Up Front by Emma Hart

64

Keeping it Weird: A Night Out in Christchurch

Warning: This piece contains near-toxic levels of in-joke. Reader wtf-ing is inevitable.

We sat with our backs leaning against the stone of the Bridge of Rembrance, watching the crowd go by. After a moment, my companion stopped frailing his banjo, fished in one of his pockets, and brought out a zip lock bag with a couple of pills in it. "Want some?"

"Bob," I said sternly, "where’d you get those?"

He shrugged defensively. "From Dad’s friend, Uncle Alan."

I nipped the bag out of his fingers and over-armed it off the bridge, where the nor'wester took it dancing down the river. "Dude, I said, don't trust that bastard an inch. Fucker told me to fix last week and then dropped the OCR a whole point three days later. Anyway, where'd I tell you to get your gear, young man?"

"From Uncle R-"

"Ah!"

He stopped, and then remembered. He’s a quick learner, that boy. "From the Point Chev pharmacy."

I ruffled his hair affectionately. "Good lad. Anyway, what would your Dad say?"

Bob picked idly at his banjo strings. "I dunno. He hasn’t been the same since, y'know, the accident."

I sighed, and lit another cigarette, pausing to give the finger to the disapproving old biddy who glared at me. I wasn't smuggling Black Sorbranies into the country to take any shit from nuns. "Tragic waste, that. And so weird, that his prototype generator for extracting energy from the sewage in the Avon would just explode like that. Still, at least he lets me babysit now." I frowned, briefly disconcerted. "Did we remember to bring him in off the porch before we left? I can't remember. Never mind, it doesn’t look like rain. Now, what would you like to do? We could go over to Manchester Street and talk to the sex workers, or we could go across the road to the Strip and watch the drunks punch each other."

Bob pinched one of my fags while he thought about it. I considered telling him off, but if he was serious about that career in country music he was probably going to need to smoke a whole lot more of the things. Anyway, if his mother hadn't wanted me to be his moral guardian, she shouldn't have eaten all that unpasteurised cheese. Tragic waste. Especially just after she won the Nobel Prize for Linguistics.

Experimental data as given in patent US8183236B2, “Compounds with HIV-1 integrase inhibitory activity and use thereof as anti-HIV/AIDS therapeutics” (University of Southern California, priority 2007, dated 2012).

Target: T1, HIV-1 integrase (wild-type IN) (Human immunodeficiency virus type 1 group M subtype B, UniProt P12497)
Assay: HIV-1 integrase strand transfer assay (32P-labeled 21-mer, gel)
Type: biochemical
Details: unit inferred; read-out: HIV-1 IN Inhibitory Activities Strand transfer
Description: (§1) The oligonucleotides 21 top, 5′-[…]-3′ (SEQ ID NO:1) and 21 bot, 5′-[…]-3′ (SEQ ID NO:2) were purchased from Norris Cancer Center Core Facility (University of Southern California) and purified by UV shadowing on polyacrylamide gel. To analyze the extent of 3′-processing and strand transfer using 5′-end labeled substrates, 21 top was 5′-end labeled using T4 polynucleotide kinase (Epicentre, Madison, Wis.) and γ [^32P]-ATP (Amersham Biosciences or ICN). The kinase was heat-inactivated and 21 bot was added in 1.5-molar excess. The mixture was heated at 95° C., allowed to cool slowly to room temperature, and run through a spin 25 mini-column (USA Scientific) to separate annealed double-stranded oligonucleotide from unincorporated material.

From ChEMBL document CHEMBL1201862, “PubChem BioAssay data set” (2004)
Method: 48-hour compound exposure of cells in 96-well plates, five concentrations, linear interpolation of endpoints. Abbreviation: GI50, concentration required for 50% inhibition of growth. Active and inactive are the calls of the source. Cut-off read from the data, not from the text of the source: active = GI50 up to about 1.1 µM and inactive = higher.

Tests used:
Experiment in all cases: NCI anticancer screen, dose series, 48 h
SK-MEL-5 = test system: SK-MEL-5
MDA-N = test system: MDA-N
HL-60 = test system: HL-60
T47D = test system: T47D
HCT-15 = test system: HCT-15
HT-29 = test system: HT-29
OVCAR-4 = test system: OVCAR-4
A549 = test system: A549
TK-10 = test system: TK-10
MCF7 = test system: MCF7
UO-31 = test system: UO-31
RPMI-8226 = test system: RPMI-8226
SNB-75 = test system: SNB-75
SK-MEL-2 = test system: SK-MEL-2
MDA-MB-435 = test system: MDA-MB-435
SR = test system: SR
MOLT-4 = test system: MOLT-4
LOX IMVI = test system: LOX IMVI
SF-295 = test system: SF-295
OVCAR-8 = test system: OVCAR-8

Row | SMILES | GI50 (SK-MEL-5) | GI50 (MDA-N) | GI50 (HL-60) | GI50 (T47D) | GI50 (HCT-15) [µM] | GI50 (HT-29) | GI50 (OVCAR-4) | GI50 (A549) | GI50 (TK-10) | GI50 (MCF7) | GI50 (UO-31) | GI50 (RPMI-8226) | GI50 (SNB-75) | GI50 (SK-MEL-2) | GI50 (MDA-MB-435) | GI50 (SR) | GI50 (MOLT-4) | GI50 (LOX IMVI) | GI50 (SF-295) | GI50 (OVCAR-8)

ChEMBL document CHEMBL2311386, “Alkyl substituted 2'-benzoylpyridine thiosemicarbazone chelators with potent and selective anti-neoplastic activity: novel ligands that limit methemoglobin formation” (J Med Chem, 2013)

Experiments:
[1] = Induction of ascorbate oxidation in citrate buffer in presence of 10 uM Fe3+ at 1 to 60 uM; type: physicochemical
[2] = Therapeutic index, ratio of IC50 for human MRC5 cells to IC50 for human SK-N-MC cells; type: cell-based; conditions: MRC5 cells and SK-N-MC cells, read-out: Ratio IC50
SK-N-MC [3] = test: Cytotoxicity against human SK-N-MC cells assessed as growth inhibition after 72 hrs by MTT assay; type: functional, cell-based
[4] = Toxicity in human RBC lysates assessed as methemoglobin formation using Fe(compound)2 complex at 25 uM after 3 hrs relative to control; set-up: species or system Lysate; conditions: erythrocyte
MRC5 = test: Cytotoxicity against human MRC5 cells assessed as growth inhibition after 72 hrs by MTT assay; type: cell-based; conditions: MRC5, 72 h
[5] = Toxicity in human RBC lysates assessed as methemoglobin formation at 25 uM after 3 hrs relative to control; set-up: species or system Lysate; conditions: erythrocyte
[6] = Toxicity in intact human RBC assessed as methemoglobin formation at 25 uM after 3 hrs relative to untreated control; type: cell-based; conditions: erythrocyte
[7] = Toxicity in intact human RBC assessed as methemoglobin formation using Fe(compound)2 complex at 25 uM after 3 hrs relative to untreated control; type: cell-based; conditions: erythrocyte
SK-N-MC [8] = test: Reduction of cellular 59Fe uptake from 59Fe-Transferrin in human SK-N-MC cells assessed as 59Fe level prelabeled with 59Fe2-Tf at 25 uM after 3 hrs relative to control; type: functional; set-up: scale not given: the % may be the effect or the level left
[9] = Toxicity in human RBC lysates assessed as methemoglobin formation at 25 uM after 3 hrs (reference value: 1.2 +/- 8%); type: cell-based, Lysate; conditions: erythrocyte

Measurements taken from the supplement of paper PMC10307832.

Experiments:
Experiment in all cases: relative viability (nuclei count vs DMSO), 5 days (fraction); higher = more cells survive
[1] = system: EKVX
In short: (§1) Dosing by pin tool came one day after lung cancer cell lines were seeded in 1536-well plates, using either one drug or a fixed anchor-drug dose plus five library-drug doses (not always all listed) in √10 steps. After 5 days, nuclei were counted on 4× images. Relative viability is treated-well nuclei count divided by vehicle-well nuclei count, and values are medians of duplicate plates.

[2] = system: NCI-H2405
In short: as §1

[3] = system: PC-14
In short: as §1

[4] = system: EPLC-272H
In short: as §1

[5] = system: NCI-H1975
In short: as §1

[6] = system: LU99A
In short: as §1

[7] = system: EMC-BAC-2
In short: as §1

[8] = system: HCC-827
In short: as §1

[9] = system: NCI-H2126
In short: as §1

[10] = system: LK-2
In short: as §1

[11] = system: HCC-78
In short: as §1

"Maybe we could go to a play or a gig or something," Bob ventured.

"Pah," I said dismissively. "What are you, a Wellingtonian? You know what happens if we stop throwing bottles at tourists and tipping cows. Do you want your rugby team to lose all time? Do you?"

"No," he muttered, lowering his head so his hair fell around his face and emphasised his Byronic good looks.

"Good then, stop being so bloody soft. Come on."

We got our feet, and Bob's face lit. "Look, there’s Kate!"

"Ssh," I hissed, ducking down. "She’ll hear you."

"She's your daughter, why don’t you want to talk to her?"

"It's awkward. I owe her some money," I admitted. "It was a tough year. My book didn't sell very well. I don't s'pose your dad has anything lying around he doesn't remember writing?"

"Nah, don't think so."

"Oh well." I peered across the road around him. "Dear god, what the hell is she wearing? That's way too much cleavage, and if she bends over… wait a minute, that's my dress! No, not the bloody Nissan Skyline, honey, show some class. Go for the Saab, go for the Saab… that's my girl."

Once she was gone, we set off again, clattering our way through a carpet of discarded nitrous bulbs. There seemed to be an even higher degree of muntery about than usual. A few faces I recognised suggested we were about to have one of those 'ex-Christ's lawyer-boy' versus 'ex-St Bedes cockies in for the weekend' fights break out, and while I enjoyed the scoring system (some arcane combination of 'people put in the emergency room' plus 'girls got off with' multiplied by 'number of ancestors on First Four Ships plaque' minus 'number of mates passed out on road' divided by 'arrest record') I had a duty to protect Bob. Even if he was taller than me these days.

"Change of plan, my young shaver."

"I told you not to call me that."

"Sorry. Anyway, let's go to that coffee house by the Arts Centre. You can explain your music to uni girls and I can talk about the development of science-fiction in the Victorian period to that weird guy with the long hair and no shoes."

Bob perked up. "Okay. But do you promise not to lick cream off anything this time?"

"Almost, Bob. Almost."

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